Tuesday, March 06, 2007

The Tortilla Oppression

In Ecclesiastes 4:1-3 the Qoheleth ("Preacher") surmises that there are only two types of people in the world: the oppressor's and the oppressed. In the US we have a collective national consciousness of being a nation that works to set captives free. We pride ourselves in being the land of opportunity, a nation where anyone can make anything of themselves if they are willing to work hard and seize their opportunities. Much of our foreign policy (so we are told) is motivated with the assumption that we fight for freedom, justice and equal opportunity for all people (although one would be naive to think that we are not self-serving in our meddling in foreign affairs). Nationally, it seems would like to think of ourselves as a nation that fights oppression, not inflicts it.

But there is a considerable crisis brewing in our neighboring nation, Mexico. The stakes are rising as our eco-system shows itself to be more and more out of balance, and America is scrambling (theoritically, though not yet in practice) to find alternate forms of energy to take the strain off of what appears to be an impending ecological apocalypse if we don't alter our natural resource consumption. As ethanol becomes a more popular form of fuel in the US, the effects of this demand are being felt significantly south of the border. Ethanol, which is made from corn and is fast becoming a viable substitute for Middle Eastern oil, is driving up the price of corn, which is good news for US-based farmers, but bad news for Mexicans who have become dependent on American corn. The result: supply is now exceeding demand and the ones paying the most are poor rural Mexicans whose calorie intake consists of about 70% from corn (tortillas).

Let's put this into perspective: Adolfo Barajas, part owner of a tortilleria now charges eight pesos per kilogram of tortillas, or about 73 cents for three dozen, enough to feed a modest family for a day. Putting those numbers next to Mexico's minimum wage of $4.60 per day is a reminder of poverty's unpleasant face. Most poor families in Mexico City alone can expect to spend the equivalent of what they would spend on rent or mortgage on tortillas.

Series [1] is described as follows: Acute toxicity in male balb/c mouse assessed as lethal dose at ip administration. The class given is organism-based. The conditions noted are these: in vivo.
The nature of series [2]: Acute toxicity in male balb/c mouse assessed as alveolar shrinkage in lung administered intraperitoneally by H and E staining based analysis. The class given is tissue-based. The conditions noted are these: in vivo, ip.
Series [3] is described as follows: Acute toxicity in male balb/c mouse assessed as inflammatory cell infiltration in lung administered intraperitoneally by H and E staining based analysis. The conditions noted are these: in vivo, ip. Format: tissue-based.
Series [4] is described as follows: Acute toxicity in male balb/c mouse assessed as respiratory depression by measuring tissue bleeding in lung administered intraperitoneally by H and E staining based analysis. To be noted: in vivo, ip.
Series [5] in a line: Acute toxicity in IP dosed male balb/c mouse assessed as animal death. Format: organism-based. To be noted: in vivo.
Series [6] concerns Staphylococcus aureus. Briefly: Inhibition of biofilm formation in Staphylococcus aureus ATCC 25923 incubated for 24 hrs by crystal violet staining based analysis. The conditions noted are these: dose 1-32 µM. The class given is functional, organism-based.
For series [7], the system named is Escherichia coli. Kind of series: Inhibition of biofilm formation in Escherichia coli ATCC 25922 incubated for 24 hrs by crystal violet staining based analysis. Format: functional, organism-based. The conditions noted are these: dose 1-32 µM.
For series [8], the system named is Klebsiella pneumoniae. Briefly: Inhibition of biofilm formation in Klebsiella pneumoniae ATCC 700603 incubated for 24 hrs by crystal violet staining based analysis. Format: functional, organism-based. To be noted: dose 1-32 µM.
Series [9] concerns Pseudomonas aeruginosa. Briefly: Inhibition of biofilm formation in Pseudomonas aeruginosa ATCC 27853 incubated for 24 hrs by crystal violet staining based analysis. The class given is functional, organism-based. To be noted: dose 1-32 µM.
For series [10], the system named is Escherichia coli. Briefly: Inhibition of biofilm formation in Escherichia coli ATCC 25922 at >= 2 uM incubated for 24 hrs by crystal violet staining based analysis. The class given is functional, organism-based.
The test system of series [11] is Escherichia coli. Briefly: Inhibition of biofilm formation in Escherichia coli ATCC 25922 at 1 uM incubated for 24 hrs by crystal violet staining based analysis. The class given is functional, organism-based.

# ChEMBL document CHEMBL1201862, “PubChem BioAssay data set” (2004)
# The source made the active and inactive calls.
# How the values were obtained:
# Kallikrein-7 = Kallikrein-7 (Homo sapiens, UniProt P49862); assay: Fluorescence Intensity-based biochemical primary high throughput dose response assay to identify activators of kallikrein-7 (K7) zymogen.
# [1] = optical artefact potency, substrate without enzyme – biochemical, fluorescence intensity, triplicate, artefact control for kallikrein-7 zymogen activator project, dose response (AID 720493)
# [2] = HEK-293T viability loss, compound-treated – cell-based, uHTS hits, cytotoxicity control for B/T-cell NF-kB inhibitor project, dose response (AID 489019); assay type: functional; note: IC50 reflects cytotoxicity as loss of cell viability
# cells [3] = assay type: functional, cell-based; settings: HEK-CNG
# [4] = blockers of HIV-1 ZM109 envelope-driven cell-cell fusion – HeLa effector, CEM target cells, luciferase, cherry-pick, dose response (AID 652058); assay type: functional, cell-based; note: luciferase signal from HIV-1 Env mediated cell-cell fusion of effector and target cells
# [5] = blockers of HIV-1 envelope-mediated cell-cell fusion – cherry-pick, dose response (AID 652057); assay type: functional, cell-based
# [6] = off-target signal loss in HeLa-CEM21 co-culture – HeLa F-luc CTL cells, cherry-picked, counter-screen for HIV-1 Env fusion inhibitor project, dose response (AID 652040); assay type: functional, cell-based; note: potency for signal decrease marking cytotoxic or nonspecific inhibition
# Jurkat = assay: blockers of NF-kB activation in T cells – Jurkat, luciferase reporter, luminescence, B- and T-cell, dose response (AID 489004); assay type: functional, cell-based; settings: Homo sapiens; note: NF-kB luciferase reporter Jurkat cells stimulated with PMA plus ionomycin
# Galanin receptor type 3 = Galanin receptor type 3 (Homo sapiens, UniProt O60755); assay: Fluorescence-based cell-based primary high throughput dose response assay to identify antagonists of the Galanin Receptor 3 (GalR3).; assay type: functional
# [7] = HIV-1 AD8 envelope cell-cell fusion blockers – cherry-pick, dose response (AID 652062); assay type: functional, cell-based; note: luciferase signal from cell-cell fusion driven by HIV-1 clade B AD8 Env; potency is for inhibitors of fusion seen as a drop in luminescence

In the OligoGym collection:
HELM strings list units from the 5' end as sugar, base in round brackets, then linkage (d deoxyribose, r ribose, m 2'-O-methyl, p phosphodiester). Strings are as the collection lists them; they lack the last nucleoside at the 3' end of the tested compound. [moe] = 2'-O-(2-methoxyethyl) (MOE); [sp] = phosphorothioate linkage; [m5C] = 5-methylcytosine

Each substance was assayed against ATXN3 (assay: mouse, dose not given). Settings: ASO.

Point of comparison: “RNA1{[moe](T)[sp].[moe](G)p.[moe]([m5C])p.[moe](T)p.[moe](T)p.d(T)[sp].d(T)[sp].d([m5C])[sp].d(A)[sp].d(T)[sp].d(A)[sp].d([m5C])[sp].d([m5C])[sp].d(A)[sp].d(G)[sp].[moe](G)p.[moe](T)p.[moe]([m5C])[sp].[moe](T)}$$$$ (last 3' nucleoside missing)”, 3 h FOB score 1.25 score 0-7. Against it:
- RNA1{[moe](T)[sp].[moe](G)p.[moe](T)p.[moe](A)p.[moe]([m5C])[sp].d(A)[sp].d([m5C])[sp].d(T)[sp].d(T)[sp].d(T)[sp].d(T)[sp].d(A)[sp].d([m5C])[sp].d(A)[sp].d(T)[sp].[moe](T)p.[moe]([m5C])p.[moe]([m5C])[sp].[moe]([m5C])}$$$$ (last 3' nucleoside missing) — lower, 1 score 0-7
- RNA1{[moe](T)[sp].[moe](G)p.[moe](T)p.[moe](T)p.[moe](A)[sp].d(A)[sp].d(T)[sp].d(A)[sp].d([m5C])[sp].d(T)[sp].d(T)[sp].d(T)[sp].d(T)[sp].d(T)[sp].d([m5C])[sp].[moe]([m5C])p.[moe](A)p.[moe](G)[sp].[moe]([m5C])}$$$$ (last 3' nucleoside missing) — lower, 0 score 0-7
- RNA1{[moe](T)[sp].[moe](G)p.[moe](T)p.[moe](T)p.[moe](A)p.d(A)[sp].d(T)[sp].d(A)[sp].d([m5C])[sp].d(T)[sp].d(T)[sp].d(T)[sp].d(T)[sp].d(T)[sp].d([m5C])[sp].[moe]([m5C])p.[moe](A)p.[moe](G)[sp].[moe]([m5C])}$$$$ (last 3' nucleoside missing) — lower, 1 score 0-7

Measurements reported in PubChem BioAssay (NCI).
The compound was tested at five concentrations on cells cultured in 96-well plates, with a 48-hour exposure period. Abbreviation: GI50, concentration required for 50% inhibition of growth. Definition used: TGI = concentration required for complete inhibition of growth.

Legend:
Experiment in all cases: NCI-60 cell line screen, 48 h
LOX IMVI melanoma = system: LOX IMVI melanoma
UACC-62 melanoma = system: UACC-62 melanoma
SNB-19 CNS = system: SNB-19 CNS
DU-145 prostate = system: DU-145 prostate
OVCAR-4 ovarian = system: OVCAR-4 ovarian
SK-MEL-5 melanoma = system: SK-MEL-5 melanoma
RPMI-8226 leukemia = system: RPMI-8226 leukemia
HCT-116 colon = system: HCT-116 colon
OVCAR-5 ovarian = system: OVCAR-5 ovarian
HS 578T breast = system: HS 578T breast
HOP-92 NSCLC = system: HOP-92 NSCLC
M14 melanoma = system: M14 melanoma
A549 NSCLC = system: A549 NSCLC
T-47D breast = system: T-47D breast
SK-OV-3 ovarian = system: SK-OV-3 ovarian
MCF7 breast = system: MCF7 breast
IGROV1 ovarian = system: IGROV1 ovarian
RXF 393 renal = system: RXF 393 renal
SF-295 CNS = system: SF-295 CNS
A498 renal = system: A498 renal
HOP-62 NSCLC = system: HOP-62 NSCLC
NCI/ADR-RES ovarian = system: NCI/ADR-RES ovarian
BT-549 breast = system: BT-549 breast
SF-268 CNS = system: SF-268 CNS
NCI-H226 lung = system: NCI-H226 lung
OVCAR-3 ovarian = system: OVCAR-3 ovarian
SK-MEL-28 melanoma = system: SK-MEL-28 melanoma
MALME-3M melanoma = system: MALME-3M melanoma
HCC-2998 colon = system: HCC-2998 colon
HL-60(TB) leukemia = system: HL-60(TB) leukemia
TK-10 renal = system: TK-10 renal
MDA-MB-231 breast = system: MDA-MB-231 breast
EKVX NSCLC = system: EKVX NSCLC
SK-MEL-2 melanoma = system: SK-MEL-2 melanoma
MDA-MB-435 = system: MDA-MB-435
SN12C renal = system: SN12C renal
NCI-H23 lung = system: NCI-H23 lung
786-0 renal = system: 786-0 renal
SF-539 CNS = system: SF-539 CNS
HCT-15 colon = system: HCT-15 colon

What should the US do? I am not sure actually. Part of the blame for rising costs falls squarely into the laps of the Mexican government since, in most cases, importing American corn is cheaper than corn in Mexico. But the demand on corn in our country is leading to price-gouging in Mexico, and it is something that our country should not ignore.

All of this brings me to this shameful reality: the US is one of the 5 wealthiest countries in the world, and combined with those other countries, we consume 86% of the world's goods and resources. As Americans we work hard for what we have, and we shouldn't feel like we have to apologize for that. At the same time, what we have is almost always much more than we need, and in this way, we become the oppressors that the Qoheleth was frustrated with in Ecclesiastes. What we have in excess, the things that are luxuries for us, are purchased with resources that could be used to improve life for those who really are oppressed, who have no voice, and are circumstantially locked into a life of poverty they often can't escape without assistance. May God open our eyes to those in need around us and give us hearts of mercy to act as a true neighbor to those in need.


At 11:16 AM , Blogger r a i n e r said...

this is insightful...we oppress with a pleasant smile on our face


Post a Comment

Subscribe to Post Comments [Atom]

<< Home